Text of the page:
The Finnish supreme court has rejected a case from an ISP fighting an enforced ban of file-sharing website The Pirate Bay.
It marks the end of a long court battle between ISP Elisa and copyright bodies in the country.
The Pirate Bay, which offers links to pirated content, is now banned in the UK, the Netherlands, Italy and Finland.
Internet rights groups say the bans represent a worrying rise in levels of net censorship
ISP Elisa was one of the few ISPs in Europe to resist calls to ban The Pirate Bay.
In May 2011 the Finnish copyright information and anti-piracy centre, along with the IFPI, the group representing the global music industry, filed a lawsuit requesting the ban.
Elisa refused, but when the district court ordered it to block the domain names and IP addresses of the site, it began its censorship.
But it also launched an appeal, initially rejected by the Court of Appeal and now by the Supreme Court.
In the UK, the BPI, which represents the UK recording industry, is stepping up attempts to block sites and has sent letters to all of the major ISPs requesting that they instigate blocks against three other file-sharing websites - Fenopy, H33t and Kickass Torrents.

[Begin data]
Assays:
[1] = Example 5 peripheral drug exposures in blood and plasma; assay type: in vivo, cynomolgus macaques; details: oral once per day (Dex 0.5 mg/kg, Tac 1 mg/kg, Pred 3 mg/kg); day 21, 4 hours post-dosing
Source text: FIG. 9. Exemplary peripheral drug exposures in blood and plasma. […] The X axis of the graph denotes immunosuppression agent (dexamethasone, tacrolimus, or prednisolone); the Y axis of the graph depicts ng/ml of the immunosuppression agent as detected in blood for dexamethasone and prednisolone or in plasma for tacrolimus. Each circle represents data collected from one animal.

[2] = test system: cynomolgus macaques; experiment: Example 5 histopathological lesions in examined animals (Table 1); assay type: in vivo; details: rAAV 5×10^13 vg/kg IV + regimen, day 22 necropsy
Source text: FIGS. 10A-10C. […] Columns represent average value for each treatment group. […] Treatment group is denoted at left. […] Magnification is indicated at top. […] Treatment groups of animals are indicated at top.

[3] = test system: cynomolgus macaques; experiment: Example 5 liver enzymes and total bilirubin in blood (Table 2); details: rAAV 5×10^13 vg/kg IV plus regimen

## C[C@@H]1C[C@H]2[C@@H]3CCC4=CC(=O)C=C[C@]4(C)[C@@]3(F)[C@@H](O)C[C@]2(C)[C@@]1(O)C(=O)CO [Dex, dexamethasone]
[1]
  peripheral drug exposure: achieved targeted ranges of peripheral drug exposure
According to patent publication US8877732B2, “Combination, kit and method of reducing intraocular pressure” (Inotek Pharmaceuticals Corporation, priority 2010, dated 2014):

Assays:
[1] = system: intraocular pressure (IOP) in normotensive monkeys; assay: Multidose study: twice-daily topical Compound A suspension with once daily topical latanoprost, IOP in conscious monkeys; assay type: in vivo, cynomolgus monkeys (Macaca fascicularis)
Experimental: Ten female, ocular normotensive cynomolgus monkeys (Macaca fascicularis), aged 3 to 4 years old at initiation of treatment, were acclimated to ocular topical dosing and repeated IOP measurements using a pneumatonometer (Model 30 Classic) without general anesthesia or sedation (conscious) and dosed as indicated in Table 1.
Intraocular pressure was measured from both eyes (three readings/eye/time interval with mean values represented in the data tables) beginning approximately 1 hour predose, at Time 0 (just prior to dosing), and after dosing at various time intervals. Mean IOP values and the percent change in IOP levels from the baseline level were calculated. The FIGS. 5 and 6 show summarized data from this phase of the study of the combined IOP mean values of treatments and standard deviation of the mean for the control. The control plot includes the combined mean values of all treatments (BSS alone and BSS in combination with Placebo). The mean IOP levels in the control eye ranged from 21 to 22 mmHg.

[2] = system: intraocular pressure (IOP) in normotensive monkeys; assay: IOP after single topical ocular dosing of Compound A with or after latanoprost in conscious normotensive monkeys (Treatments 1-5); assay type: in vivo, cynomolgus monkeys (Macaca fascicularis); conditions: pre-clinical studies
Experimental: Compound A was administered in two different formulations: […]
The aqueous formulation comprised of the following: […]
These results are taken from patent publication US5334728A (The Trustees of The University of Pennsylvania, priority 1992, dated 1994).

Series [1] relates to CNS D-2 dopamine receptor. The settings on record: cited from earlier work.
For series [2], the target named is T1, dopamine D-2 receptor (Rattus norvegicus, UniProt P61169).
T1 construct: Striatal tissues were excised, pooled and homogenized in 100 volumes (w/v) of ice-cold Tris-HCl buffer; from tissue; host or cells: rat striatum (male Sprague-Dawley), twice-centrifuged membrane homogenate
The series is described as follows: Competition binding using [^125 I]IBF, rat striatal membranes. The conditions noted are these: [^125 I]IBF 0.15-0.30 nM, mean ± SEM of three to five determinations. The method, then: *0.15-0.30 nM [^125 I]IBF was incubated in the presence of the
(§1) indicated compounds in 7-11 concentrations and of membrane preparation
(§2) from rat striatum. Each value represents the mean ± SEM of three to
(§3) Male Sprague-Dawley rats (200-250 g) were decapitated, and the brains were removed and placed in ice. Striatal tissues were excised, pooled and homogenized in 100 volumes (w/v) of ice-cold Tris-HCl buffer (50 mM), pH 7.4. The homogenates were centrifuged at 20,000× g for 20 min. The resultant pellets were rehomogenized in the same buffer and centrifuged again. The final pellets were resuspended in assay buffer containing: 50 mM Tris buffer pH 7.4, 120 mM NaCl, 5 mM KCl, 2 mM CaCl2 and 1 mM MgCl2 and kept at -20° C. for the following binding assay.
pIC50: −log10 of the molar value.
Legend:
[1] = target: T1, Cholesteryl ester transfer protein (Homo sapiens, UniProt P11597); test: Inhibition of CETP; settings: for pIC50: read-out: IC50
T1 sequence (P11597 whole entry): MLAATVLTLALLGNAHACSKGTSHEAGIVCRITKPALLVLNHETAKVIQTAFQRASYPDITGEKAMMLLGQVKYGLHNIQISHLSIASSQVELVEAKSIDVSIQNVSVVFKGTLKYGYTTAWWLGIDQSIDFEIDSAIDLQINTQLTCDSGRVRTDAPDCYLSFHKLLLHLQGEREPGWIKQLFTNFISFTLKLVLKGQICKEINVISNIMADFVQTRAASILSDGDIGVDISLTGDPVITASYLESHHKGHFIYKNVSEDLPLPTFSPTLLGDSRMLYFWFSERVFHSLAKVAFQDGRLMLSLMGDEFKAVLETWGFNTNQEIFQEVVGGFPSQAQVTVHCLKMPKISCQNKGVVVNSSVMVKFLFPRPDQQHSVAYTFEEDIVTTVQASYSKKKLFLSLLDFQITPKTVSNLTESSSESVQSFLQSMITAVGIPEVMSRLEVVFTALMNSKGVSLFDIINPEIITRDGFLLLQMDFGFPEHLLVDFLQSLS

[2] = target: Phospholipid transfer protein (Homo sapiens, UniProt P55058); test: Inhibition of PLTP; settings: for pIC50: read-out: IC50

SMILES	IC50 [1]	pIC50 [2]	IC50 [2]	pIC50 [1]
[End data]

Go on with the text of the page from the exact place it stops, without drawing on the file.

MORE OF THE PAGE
The increase in the number of countries banning The Pirate Bay and other torrent sites, is worrying thinks Jim Killock, chairman of the Open Rights Group.
"Web blocking does not seem to be reducing infringement but is aligning copyright industries with a policy of censorship. It is encouraging further calls of censorship and financing enhanced censorship technologies. Web censorship needs to be resisted and rolled back," he said.
There are differing views on how successful such bans are.
While the copyright industries suggest traffic to pirate linking sites has fallen substantially, ISPs suggest that their overall peer-to-peer traffic remains largely unaffected, as people find alternative services or different routes to banned websites.